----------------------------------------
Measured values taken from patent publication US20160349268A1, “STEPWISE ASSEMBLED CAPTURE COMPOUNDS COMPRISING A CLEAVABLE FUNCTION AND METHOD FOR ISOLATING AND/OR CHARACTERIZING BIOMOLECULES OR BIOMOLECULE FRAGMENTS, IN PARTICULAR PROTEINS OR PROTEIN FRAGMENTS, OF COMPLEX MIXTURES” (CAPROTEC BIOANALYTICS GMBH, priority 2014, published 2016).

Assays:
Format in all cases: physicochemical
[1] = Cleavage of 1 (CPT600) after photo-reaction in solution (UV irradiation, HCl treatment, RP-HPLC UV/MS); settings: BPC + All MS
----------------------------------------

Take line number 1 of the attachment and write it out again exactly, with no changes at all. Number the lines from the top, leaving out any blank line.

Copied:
Measured values taken from patent publication US20160349268A1, “STEPWISE ASSEMBLED CAPTURE COMPOUNDS COMPRISING A CLEAVABLE FUNCTION AND METHOD FOR ISOLATING AND/OR CHARACTERIZING BIOMOLECULES OR BIOMOLECULE FRAGMENTS, IN PARTICULAR PROTEINS OR PROTEIN FRAGMENTS, OF COMPLEX MIXTURES” (CAPROTEC BIOANALYTICS GMBH, priority 2014, published 2016).